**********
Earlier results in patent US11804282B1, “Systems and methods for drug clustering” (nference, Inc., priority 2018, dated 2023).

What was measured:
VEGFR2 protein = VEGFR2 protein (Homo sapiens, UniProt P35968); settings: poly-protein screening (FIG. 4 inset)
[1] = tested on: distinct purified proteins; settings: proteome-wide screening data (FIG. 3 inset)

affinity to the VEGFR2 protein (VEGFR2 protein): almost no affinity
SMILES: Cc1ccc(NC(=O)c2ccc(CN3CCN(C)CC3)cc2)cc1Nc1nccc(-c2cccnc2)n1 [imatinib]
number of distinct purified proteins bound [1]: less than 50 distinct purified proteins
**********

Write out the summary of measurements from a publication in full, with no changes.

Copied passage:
Earlier results in patent US11804282B1, “Systems and methods for drug clustering” (nference, Inc., priority 2018, dated 2023).

What was measured:
VEGFR2 protein = VEGFR2 protein (Homo sapiens, UniProt P35968); settings: poly-protein screening (FIG. 4 inset)
[1] = tested on: distinct purified proteins; settings: proteome-wide screening data (FIG. 3 inset)

affinity to the VEGFR2 protein (VEGFR2 protein): almost no affinity
SMILES: Cc1ccc(NC(=O)c2ccc(CN3CCN(C)CC3)cc2)cc1Nc1nccc(-c2cccnc2)n1 [imatinib]
number of distinct purified proteins bound [1]: less than 50 distinct purified proteins